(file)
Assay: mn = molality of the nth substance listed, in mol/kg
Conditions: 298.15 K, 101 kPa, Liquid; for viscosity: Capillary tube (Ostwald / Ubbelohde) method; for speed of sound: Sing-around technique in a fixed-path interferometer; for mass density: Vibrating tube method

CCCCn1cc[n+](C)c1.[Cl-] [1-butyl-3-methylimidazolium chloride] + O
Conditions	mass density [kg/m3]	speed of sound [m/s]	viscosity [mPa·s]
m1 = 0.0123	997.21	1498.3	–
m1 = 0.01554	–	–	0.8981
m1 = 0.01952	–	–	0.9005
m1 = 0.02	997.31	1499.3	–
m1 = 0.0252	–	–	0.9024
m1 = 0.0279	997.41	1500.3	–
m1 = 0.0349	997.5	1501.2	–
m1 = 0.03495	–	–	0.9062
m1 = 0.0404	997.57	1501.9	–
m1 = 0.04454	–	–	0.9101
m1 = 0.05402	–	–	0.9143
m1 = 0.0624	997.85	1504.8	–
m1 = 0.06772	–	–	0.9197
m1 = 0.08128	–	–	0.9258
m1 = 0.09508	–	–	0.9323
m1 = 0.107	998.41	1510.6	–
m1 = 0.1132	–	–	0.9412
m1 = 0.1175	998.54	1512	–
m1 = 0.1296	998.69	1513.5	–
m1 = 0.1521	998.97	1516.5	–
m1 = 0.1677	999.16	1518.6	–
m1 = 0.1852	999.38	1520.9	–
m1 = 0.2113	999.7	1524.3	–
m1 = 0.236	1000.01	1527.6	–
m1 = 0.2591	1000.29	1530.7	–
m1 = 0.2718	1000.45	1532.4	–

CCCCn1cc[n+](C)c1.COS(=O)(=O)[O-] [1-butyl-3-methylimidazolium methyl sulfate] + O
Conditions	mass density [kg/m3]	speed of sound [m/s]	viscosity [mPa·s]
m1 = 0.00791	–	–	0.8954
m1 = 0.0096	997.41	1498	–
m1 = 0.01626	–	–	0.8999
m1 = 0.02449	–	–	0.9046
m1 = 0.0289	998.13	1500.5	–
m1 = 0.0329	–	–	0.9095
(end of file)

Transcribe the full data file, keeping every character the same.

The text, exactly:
Assay: mn = molality of the nth substance listed, in mol/kg
Conditions: 298.15 K, 101 kPa, Liquid; for viscosity: Capillary tube (Ostwald / Ubbelohde) method; for speed of sound: Sing-around technique in a fixed-path interferometer; for mass density: Vibrating tube method

CCCCn1cc[n+](C)c1.[Cl-] [1-butyl-3-methylimidazolium chloride] + O
Conditions	mass density [kg/m3]	speed of sound [m/s]	viscosity [mPa·s]
m1 = 0.0123	997.21	1498.3	–
m1 = 0.01554	–	–	0.8981
m1 = 0.01952	–	–	0.9005
m1 = 0.02	997.31	1499.3	–
m1 = 0.0252	–	–	0.9024
m1 = 0.0279	997.41	1500.3	–
m1 = 0.0349	997.5	1501.2	–
m1 = 0.03495	–	–	0.9062
m1 = 0.0404	997.57	1501.9	–
m1 = 0.04454	–	–	0.9101
m1 = 0.05402	–	–	0.9143
m1 = 0.0624	997.85	1504.8	–
m1 = 0.06772	–	–	0.9197
m1 = 0.08128	–	–	0.9258
m1 = 0.09508	–	–	0.9323
m1 = 0.107	998.41	1510.6	–
m1 = 0.1132	–	–	0.9412
m1 = 0.1175	998.54	1512	–
m1 = 0.1296	998.69	1513.5	–
m1 = 0.1521	998.97	1516.5	–
m1 = 0.1677	999.16	1518.6	–
m1 = 0.1852	999.38	1520.9	–
m1 = 0.2113	999.7	1524.3	–
m1 = 0.236	1000.01	1527.6	–
m1 = 0.2591	1000.29	1530.7	–
m1 = 0.2718	1000.45	1532.4	–

CCCCn1cc[n+](C)c1.COS(=O)(=O)[O-] [1-butyl-3-methylimidazolium methyl sulfate] + O
Conditions	mass density [kg/m3]	speed of sound [m/s]	viscosity [mPa·s]
m1 = 0.00791	–	–	0.8954
m1 = 0.0096	997.41	1498	–
m1 = 0.01626	–	–	0.8999
m1 = 0.02449	–	–	0.9046
m1 = 0.0289	998.13	1500.5	–
m1 = 0.0329	–	–	0.9095